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Key Terminology and Evolution of e-Business

  • Tawfik JelassiEmail author
  • Francisco J. Martínez-López
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Part of the Classroom Companion: Business book series (CCB)

Abstract

The purpose of this chapter is to set the stage for the remainder of the book. To create a clear and shared view of what this domain entails, this chapter introduces definitions of e-business-related terms and concepts as well as some strategy-specific perspectives. The concept of strategy and recognizing the different levels of strategy development is defined. This chapter also develops a framework that describes the typical stages of technological revolutions and positions the evolution of electronic business within this framework.

Keywords

Electronic business Strategy The evolution of e-business Electronic business adoption 

References

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Further Reading

  1. A detailed account of different levels of strategy can be found in G. Johnson, K. Scholes and R. Whittington, Exploring corporate strategy. 7th edition, Prentice Hall, 2005.Google Scholar
  2. B. Arthur builds on the insights of C. Perez in the article ‘Is the information revolution dead?’, Business 2.0, 2002, March, pp. 65–73, where he suggests that the Internet economy is undergoing the same evolutionary phases as previous technological revolutions.Google Scholar
  3. B. Henderson uses the metaphor of biological evolution to describe the essence of strategy in ‘The origin of strategy’, Harvard Business Review, 1989, November–December, pp. 139–143.Google Scholar
  4. C. Perez. developed the five-stage model of technological revolutions presented in this chapter: see Technological Revolutions and Financial Capital: The Dynamics of Bubbles and Golden Ages, Edward Elgar, 2002. She draws heavily on the writings of twentieth-century economist J. Schumpeter. Among his important works rank the books Business Cycles, Porcupine Press, 1982 and Capitalism, Socialism and Democracy, Harper & Rank, 1975.Google Scholar
  5. E. Malmsten (the co-founder of Boo.com), E. Portanger and C. Drazin provide an account of the rise and fall of the Internet fashion retailer Boo.com in their book Boo Hoo, Arrow Books, 2002.Google Scholar
  6. For further analysis on social commerce and social layers of the internet, see T. Philbeck, N. Davis and A. M. Engtoft Larsen, ‘Values, Ethics and Innovation Rethinking Technological Development in the Fourth Industrial Revolution’, World Economic Forum White Paper, August, 2018.Google Scholar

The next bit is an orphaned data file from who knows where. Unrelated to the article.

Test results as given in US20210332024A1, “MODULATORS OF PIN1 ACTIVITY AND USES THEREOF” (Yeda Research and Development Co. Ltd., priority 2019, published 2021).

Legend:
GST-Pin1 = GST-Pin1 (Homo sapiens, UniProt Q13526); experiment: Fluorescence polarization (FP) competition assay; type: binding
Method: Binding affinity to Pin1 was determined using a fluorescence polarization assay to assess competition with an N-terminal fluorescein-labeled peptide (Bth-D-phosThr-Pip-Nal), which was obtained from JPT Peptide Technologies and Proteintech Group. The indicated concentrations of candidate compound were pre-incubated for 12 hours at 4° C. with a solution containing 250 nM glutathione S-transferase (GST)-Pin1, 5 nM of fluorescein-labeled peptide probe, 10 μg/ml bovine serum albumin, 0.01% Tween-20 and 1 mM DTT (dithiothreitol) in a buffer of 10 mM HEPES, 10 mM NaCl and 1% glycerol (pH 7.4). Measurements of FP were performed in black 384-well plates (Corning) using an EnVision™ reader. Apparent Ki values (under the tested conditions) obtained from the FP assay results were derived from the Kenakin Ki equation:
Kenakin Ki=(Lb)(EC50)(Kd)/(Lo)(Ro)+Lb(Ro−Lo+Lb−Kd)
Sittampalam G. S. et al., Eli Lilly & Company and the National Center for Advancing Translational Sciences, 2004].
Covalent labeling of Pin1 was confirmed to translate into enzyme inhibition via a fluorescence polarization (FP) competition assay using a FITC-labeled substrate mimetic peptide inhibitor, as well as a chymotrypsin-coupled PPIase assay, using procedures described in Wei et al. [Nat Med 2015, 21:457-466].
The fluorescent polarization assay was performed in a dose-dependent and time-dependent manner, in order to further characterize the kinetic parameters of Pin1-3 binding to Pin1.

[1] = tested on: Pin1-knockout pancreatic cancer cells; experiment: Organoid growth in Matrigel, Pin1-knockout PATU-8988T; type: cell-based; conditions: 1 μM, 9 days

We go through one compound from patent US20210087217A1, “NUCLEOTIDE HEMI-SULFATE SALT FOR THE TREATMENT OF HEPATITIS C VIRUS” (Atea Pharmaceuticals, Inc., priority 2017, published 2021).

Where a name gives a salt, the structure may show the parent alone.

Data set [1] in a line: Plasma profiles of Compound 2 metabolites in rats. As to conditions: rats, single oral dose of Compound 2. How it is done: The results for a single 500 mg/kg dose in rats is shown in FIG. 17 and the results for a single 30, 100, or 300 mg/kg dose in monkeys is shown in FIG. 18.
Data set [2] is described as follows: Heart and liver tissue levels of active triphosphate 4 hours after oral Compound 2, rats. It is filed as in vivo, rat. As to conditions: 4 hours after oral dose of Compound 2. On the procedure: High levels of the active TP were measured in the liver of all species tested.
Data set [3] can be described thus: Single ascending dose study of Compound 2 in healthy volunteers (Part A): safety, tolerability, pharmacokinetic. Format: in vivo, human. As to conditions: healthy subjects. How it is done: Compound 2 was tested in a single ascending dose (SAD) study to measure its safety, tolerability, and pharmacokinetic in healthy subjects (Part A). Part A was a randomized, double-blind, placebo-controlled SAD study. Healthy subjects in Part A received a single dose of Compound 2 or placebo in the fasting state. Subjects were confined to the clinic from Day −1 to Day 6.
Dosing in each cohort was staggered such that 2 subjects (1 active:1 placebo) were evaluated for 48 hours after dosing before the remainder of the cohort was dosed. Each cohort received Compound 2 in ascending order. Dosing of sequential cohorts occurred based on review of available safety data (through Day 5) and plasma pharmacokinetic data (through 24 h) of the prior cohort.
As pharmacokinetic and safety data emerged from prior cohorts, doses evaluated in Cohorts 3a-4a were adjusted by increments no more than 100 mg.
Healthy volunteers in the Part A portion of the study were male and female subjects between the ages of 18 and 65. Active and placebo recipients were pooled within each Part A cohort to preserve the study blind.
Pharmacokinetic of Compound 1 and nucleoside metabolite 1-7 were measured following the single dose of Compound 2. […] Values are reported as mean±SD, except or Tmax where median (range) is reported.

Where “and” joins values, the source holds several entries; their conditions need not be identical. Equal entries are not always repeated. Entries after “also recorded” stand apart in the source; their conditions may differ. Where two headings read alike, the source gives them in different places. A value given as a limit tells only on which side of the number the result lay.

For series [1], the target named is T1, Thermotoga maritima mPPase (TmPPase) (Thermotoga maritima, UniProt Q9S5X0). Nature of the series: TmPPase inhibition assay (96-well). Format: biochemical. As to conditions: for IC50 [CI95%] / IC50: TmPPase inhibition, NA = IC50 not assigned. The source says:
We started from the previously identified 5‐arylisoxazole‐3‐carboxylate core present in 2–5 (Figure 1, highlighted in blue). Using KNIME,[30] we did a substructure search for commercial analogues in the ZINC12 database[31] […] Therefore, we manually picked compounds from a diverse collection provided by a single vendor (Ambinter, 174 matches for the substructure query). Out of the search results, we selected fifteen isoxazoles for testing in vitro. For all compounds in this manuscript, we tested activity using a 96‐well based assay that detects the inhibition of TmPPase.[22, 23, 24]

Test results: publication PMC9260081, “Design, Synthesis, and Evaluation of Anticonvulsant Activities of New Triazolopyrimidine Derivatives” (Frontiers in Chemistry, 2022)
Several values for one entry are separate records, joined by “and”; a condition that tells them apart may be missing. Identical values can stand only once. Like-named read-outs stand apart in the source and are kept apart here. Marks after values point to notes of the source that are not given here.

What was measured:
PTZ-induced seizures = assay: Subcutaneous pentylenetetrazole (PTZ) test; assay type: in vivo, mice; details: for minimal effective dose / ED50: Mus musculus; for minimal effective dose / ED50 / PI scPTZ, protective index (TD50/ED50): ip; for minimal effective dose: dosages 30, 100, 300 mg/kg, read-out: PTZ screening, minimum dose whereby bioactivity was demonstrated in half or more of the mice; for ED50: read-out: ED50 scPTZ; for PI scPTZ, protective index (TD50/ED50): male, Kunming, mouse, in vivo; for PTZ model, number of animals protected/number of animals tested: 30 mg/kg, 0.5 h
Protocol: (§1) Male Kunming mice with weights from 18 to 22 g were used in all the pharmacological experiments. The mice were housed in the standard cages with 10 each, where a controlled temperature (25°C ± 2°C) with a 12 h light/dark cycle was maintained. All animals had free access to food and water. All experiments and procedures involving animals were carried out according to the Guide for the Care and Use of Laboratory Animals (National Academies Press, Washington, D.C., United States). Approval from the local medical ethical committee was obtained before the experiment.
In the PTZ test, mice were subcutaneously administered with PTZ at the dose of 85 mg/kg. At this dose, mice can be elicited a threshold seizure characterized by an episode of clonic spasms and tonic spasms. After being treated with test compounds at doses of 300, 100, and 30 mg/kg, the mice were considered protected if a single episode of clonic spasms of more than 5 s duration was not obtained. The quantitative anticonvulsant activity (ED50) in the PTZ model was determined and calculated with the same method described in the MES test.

7. For traditional businesses seeking to increase their e-Business, Sunil Gupta describes omni-channel strategy in Gupta, S. (2018). Driving digital strategy: A guide to reimagining your business. Boston: Harvard Business Review Press.Google Scholar
  8. H. Mintzberg is one of the most prominent critics of the design or positioning school. For further reading, see Strategy Safari – A guided tour through the wilds of strategic management. Prentice Hall, 1998, pp. 114–118, which offers no less than ten different approaches to explaining strategy. His article ‘The design school: Reconsidering the basic premises of strategic management’. Strategic Management Journal, 1990, 11(3), 171–195, provides a more condensed criticism of the design school.Google Scholar
  9. In ‘Profits and the Internet: Seven misconceptions’, Sloan Management Review, 2001, Summer, pp. 44–53, S. Rangan and R. Adner analyse why the promises of the Internet economy were not fulfilled.Google Scholar
  10. In The long tail: Why the future of business is selling less of more. Hyperion, New York, 2006, C. Anderson illustrates how, by using the Internet, companies can capitalise on niche markets better to serve their customers.Google Scholar
  11. J. Cassidy. takes a critical perspective of the development of the Internet economy in Dot.con, Perennial, New York, 2003.Google Scholar
  12. Liang, T. P., & Turban, E. (2011). Introduction to the special issue, social commerce: A research framework for social commerce’, International Journal of Electronic Commerce, 16(2), p. 5–14.Google Scholar
  13. M. Porter’s article ‘Strategy and the Internet’, Harvard Business Review, 2001, March, pp. 63–78, provides an excellent overview of the impact of the Internet on strategy formulation. His recent work updates this. See: Porter, M. and Heppelmann, J. (2014) How Smart, Connected Products Are Transforming Competition. Harvard Business Review. November. See also: Porter, M. and Heppelmann, J. (2015, October) How smart, connected products are transforming companies. Harvard Business Review.Google Scholar
  14. Pavic, S. (2011). The creation of competitive advantage in SMEs through e-business, Unpublished doctoral dissertation, University of Sheffield, Sheffield.Google Scholar
  15. The experience of General Electric provides insight to the challenges and opportunities of e-business transformation. Former CEO Jeffrey Immelt describes the strategy at: J. Immelt, (2017). ‘How I Remade GE’, Harvard Business Review, September. For another perspective, see V. Chemitiganti, ‘What we can learn from GE and why digital transformations fail’, ITProPortal, 3 October, 2018. Available at: https://www.itproportal.com/features/what-we-can-learn-from-ge-and-why-digital-transformations-fail/

Weblinks

  1. The website www.tutor2u.net provides interesting background information on a number of concepts discussed in this chapter.
  2. www.ecommercetimes.com is an online newspaper specific to e-commerce developments.

Copyright information

© Springer Nature Switzerland AG 2020

Authors and Affiliations

  • Tawfik Jelassi
    • 1
    Email author
  • Francisco J. Martínez-López
    • 2
  1. 1.IMDLausanneSwitzerland
  2. 2.Department of Business Administration 1University of GranadaGranadaSpain

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